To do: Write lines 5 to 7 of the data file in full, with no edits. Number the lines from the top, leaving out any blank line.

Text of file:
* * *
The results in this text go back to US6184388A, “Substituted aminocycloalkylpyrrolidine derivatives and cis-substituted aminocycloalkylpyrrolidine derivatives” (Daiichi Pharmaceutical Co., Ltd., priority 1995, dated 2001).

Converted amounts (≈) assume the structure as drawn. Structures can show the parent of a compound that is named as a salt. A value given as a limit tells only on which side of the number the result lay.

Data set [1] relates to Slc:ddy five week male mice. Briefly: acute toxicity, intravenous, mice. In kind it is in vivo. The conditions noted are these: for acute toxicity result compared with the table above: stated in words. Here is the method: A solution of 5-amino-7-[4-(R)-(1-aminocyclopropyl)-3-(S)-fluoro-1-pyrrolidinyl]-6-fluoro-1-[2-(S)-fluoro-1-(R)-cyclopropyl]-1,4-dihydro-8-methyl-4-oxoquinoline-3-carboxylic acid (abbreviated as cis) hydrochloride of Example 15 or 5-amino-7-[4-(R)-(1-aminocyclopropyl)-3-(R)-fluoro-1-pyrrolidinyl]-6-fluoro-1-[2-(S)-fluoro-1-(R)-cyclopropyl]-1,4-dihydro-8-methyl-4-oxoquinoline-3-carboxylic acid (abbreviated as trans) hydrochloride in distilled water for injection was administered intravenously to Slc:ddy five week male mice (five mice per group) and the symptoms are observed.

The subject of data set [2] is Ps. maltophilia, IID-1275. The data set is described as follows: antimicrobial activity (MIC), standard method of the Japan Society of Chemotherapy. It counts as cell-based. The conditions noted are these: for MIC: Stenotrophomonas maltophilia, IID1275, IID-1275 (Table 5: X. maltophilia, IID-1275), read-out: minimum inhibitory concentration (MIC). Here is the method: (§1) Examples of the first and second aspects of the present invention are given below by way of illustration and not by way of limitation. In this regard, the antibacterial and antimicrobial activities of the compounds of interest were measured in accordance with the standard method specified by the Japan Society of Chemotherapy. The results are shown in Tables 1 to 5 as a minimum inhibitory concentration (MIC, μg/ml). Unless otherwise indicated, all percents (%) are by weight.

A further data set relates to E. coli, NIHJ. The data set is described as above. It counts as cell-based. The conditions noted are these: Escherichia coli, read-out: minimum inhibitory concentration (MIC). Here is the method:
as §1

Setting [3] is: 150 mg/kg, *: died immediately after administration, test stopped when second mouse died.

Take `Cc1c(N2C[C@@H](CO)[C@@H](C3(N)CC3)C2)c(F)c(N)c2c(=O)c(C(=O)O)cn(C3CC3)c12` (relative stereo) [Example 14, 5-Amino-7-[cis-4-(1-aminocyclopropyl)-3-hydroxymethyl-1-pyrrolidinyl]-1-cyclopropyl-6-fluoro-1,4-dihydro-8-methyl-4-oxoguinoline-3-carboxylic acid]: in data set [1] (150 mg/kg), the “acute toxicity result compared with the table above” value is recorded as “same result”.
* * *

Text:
A further data set relates to E. coli, NIHJ. The data set is described as above. It counts as cell-based. The conditions noted are these: Escherichia coli, read-out: minimum inhibitory concentration (MIC). Here is the method:
as §1

Setting [3] is: 150 mg/kg, *: died immediately after administration, test stopped when second mouse died.